Technology and the Future of Humanitarian Aid
April 20, 2011
Senior Director of Technology Partnerships, United Nations Foundation
In emergencies, communication can mean the difference between life and death. Responses to large-scale humanitarian crises like political conflicts and natural disasters are no exception.
As number of natural disasters and civil conflicts rise worldwide, so too does access to communications technologies. Challenges like climate change, and the interlinked food, fuel and financial crises increasingly define our geopolitical landscape. To build resilience in the face of these more frequent and complex humanitarian emergencies, the ongoing revolution in human connectivity may provide our greatest opportunity.
Today there are more than 5.3 billion cell phone subscriptions worldwide. The fastest growing mobile markets are in emerging economies. In many places where there are no paved roads or running water, mobile networks are connecting the unconnected. Along with the uptake in cell phone usage is the rise of the mobile internet, which is fueling the rapid growth of web-based social networking.
These tools, and improved access to these tools, are enabling a new culture of community driven communications that is challenging and changing the nature of disaster response. Technology is enabling people to increasingly be at the heart of humanitarian aid.
Take, for example the 2010 earthquake that devastated Haiti. Survivors sent pleas for help via text message, and concerned citizens around the world plugged in to help out. Volunteer-based and other technology groups used cloud-, crowd-, and SMS-based technologies to gather, translate, geolocate, and publish information about urgent humanitarian needs. Nearly all of this happened outside of the traditional humanitarian system.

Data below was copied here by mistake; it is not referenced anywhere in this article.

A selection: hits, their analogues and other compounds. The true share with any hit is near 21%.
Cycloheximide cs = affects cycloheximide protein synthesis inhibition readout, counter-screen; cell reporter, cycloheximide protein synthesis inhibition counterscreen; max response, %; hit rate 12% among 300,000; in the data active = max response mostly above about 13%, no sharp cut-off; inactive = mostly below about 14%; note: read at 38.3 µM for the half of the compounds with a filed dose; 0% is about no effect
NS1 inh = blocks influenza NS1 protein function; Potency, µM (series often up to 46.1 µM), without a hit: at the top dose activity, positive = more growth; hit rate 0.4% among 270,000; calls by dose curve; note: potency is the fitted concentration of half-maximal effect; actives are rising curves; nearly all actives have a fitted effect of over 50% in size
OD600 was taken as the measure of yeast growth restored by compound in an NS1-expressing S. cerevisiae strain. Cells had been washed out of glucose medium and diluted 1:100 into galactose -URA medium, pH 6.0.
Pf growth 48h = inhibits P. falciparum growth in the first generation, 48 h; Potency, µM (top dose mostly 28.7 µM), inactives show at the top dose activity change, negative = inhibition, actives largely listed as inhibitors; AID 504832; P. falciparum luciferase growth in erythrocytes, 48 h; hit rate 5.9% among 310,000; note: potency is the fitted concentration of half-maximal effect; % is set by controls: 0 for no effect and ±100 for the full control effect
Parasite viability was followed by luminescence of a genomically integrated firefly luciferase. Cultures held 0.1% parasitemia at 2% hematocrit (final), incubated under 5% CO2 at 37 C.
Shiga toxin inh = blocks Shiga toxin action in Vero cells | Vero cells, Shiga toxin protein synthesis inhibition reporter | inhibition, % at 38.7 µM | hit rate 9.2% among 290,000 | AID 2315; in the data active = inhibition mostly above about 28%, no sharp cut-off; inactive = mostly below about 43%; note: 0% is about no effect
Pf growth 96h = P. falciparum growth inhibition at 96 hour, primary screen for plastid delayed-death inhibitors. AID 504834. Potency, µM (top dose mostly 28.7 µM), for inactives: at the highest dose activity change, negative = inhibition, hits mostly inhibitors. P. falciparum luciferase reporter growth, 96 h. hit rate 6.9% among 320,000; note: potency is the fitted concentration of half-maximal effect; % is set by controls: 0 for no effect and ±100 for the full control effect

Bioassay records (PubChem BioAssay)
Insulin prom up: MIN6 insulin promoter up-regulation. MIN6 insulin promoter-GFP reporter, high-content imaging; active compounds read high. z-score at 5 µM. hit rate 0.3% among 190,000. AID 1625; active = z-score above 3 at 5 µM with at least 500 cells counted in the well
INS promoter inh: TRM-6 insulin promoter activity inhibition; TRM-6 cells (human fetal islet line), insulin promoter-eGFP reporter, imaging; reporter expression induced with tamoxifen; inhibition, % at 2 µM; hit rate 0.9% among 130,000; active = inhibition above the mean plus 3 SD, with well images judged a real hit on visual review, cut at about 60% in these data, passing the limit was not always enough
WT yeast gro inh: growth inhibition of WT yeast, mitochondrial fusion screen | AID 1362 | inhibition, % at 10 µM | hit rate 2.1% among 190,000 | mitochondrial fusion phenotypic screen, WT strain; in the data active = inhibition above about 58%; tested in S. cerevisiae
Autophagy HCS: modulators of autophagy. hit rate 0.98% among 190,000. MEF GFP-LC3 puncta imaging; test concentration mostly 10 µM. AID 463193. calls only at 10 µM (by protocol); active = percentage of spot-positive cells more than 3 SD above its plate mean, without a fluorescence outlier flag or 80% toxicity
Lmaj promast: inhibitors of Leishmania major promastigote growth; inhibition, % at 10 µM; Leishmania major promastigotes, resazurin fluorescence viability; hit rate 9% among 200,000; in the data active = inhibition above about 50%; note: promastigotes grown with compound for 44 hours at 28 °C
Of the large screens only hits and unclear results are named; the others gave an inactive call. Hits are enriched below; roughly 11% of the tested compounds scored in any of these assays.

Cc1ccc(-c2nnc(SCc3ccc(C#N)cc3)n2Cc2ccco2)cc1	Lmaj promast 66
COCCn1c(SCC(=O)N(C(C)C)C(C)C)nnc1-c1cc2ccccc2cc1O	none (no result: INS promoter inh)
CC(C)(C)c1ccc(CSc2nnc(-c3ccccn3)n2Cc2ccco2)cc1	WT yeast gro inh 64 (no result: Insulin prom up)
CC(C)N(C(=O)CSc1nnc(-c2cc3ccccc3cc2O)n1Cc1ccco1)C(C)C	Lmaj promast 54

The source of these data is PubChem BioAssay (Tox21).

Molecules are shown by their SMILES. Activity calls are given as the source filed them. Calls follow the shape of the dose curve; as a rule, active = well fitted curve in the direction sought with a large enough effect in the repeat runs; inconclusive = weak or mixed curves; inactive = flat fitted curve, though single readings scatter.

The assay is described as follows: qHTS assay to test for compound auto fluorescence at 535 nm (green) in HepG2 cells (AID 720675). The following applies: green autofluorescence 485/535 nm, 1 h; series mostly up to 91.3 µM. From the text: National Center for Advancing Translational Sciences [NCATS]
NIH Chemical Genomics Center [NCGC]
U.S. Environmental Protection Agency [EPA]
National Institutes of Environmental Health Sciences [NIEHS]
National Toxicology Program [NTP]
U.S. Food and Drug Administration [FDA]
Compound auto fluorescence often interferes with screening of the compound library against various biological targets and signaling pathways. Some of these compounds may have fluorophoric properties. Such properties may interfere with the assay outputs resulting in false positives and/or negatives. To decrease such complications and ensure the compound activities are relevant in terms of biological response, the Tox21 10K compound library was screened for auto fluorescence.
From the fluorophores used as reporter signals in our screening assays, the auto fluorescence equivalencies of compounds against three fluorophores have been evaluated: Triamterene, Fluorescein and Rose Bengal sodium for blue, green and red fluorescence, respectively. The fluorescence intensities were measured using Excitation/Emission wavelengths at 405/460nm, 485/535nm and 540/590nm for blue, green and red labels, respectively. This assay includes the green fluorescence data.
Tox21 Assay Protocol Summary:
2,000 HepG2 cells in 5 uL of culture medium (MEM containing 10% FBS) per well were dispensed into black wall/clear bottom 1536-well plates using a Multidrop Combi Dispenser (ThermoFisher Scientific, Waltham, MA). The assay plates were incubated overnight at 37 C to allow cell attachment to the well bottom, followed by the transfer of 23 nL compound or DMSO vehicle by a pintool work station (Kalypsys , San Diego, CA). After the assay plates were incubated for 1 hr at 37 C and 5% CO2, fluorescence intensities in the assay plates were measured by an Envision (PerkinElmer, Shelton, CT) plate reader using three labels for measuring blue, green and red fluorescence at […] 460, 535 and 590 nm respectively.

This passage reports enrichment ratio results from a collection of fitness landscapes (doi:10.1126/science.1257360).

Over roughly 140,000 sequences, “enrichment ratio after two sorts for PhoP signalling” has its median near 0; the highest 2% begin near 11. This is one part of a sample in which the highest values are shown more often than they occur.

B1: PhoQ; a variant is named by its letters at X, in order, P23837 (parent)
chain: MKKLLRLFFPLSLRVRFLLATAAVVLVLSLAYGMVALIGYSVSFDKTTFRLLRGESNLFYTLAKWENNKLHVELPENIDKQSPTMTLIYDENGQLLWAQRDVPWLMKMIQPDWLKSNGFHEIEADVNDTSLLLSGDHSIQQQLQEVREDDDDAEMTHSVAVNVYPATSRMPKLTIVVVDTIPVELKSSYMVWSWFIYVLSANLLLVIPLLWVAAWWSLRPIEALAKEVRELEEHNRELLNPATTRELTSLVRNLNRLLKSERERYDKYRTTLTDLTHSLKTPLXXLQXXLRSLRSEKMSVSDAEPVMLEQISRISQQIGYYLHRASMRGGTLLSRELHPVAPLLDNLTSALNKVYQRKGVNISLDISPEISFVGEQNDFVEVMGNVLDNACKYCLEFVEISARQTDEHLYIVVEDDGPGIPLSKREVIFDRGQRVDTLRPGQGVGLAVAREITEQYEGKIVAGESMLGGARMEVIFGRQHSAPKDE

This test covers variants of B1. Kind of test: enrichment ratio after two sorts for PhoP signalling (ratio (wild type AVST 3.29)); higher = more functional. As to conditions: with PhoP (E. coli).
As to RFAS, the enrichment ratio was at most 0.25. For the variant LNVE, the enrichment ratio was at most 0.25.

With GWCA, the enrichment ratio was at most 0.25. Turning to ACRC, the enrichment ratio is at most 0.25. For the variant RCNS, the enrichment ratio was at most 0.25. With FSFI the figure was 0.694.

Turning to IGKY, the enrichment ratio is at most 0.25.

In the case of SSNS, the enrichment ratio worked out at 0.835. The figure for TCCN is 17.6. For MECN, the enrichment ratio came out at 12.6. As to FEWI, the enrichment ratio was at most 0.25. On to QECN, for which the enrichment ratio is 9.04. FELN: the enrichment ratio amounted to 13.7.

To assess how this revolution in connectivity is reshaping the information landscape in which aid groups respond to sudden onset emergencies, the United Nations Foundation and Vodafone Foundation Technology Partnership that I manage recently partnered with the United Nations Office for the Coordination of Humanitarian Affairs (OCHA) and the Harvard Humanitarian Initiative to produce the Disaster Relief 2.0 report.
The report is a contribution to an ongoing discussion about the opportunities, and challenges, that this new era of human connectivity presents. Technology is not a solution to all problems, but in the right conditions it can be a powerful enabler of development and disaster relief work. It provides a platform for people, including those worst affected by humanitarian crises, to become active participants in development and aid work.
This is a significant transformation, and can help ensure that innovation is harnessed to serve those who stand to benefit from it the most.